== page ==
In the cluttered market of multifunction cellphones, what Jobs sees, in his words, is “Everybody hates their phone”[2]. Text messaging, Web browsing, contact management, music, audio/video play, etc., the cellphones do them all, albeit badly. The user interface simply doesn’t work: tiny buttons, miniature screens, poor screen display and configurations etc. Jobs noticed the broken products, fixed the problems and the result is yet another cool innovation. But what makes Apple capable of fixing the broken cellphone designs that no one else could? Because it recognized that the problem is interface and Apple excels at interface design, going back to the first ever graphical computer user interface in Apple II. Cellphones, after all, are mere tiny computers and just like any computers, as Apple realized some twenty years ago, they live or die by how well the user interface works. Furthermore, Apple interface is unmatched as it is the only major computer maker that has hardware, software, and industrial designs all under one roof. Perhaps it is this synergetic design methodology that sets Apple apart from its imitators.

With the above discussion and the iPhone example, I hope you are ready to do some explorations yourself. Here is our first assignment: Write an essay on a great idea/invention in the history of feedback control. Discuss the problems, the methodology and the significance of the idea/invention. Explain the thought process of the inventor, if it is at all possible. Roughly, the page limit for undergraduate students is five, ten for graduate students, double space. I would like to see the title, outline and references of the paper by Jan. 31. In these two weeks, you should have sufficient time to decide possible topics of your paper and obtain, from our library or via Ohiolink, the necessary books and articles. The complete paper is due Feb. 14. Finally, each person will make a presentation, on the web and wikipedia-like. I’ll explore the means to do so and get to you shortly.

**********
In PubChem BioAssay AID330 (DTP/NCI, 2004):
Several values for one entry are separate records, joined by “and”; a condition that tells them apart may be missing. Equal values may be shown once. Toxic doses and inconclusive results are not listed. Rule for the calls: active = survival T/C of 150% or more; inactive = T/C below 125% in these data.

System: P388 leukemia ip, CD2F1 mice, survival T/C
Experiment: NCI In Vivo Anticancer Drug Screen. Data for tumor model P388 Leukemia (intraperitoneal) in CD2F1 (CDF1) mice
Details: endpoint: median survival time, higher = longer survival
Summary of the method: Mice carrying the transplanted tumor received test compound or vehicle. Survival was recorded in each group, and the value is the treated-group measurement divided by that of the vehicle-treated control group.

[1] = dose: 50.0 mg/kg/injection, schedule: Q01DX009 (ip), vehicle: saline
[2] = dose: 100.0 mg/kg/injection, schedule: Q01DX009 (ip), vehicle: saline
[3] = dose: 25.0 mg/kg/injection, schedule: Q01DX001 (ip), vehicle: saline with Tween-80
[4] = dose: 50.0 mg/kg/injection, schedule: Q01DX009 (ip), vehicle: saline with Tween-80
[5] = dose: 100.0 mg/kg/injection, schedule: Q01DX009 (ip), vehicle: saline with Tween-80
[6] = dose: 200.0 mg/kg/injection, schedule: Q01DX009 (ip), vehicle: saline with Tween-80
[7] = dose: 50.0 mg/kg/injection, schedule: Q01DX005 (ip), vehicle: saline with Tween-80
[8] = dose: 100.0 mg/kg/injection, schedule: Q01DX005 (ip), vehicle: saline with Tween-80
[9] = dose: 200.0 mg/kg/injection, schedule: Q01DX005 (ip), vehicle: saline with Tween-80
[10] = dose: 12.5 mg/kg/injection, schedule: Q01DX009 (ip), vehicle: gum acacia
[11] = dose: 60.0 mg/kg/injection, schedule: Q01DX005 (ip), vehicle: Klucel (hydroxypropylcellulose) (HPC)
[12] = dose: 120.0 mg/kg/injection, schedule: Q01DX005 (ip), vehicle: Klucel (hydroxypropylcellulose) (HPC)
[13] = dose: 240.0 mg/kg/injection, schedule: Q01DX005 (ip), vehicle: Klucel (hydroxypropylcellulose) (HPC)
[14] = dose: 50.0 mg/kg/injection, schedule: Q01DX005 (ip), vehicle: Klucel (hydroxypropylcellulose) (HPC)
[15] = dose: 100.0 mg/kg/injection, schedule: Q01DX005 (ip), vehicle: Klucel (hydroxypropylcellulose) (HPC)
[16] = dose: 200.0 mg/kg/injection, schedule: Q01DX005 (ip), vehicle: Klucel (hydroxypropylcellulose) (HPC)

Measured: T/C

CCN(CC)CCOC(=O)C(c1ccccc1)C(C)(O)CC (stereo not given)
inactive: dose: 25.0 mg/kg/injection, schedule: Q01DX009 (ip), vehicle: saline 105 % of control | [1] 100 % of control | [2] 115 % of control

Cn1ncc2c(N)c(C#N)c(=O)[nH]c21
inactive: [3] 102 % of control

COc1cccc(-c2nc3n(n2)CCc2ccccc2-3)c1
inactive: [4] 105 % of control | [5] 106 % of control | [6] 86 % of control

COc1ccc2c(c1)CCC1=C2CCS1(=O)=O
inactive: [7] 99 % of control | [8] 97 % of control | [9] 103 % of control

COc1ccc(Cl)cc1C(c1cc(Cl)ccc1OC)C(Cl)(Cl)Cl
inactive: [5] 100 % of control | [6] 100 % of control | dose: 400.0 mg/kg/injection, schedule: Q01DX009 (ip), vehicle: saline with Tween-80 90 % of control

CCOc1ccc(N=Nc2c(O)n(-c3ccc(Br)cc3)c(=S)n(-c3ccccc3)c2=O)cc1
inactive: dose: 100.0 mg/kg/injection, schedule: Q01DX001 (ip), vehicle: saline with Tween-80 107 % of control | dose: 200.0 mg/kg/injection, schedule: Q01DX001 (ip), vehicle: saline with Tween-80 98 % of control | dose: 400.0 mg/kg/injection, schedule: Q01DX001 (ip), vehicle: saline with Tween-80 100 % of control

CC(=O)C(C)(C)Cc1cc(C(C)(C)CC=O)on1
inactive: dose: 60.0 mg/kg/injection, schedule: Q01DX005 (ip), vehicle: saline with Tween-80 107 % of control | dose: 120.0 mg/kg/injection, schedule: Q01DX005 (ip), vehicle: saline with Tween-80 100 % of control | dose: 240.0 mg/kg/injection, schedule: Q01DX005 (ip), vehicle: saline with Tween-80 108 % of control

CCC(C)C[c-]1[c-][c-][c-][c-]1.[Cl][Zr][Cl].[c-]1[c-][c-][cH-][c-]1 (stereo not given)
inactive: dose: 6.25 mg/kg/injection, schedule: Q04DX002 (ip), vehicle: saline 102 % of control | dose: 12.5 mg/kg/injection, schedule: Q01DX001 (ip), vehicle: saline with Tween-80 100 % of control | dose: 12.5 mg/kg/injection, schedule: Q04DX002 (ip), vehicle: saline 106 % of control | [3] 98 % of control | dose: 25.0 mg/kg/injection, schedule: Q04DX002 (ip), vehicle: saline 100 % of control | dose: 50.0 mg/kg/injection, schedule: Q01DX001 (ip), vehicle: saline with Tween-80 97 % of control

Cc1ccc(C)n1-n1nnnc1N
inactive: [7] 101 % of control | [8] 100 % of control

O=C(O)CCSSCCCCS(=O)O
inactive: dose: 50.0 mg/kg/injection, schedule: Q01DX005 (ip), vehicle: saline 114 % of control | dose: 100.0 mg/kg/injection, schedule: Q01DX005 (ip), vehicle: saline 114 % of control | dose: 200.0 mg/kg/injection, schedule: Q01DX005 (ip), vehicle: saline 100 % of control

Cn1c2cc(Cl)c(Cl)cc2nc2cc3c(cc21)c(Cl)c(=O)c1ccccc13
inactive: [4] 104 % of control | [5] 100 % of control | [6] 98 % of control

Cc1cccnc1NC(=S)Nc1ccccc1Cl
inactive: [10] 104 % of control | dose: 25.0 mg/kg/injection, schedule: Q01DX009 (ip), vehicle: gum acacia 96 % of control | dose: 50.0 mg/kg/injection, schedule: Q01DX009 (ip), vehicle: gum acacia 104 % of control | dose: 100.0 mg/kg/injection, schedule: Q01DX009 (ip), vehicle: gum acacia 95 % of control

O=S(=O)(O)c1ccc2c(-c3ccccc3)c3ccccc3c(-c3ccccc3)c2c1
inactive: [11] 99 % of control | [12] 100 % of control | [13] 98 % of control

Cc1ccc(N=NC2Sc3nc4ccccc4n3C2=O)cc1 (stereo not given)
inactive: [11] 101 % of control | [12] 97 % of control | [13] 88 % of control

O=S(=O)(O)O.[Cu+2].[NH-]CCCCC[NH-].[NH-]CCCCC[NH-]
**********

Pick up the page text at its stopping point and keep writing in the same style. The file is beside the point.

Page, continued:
To conclude this first lecture note on ideas we now turn to the brilliant mind of Nobert Wiener: “Perhaps I may clarify the historical background of the present situation if I say that the first industrial revolution, the revolution of the “dark satanic mills,” was the devaluation of the human arm by the competition of machinery. . . . The modern industrial revolution [i.e., the computer and information revolution] is similarly bound to devalue the human brain. . . . The answer, of course, is to have a society based on human values other than buying and selling. To arrive at this society, we need a good deal of planning and a good deal of struggle, which, if the best comes to the best, may be on the plane of ideas . . . . (Wiener, 1965, pp.27-28, bracketed words and italic added)

The devaluation of human brain predicted by Wiener some sixty years ago is, sadly, the state of affair in this age of information. As people glued to the computer or TV screens hours on end, googling and receiving information, do their brains act as an active agent of thinking or a passive receptor? There is no escape for engineering education from the society at large. But young, impressionable, minds should not be reduced to mere data-formula robots for the promise of steady paychecks down the road. Deeply ingrained work ethics, disciplined training in the elements of knowledge, and strong foundational skills are not, hopefully, attained at the cost of ingenuity, initiative, independence, resourcefulness and collaboration. To right what went awry in engineering education, let us, teacher and students, fix it one course at a time, starting with this class.


[1] Douglas Martin, Obituary, New York Times, Jan. 14, 2007.

[2] Lev Grossman Cupertino, “The Apple of Your Ear”, Time Magazine, Jan. 22, 2007.

[3] Nobert Wiener, Cybernetics, 2nd Ed., The MIT Press, 1965.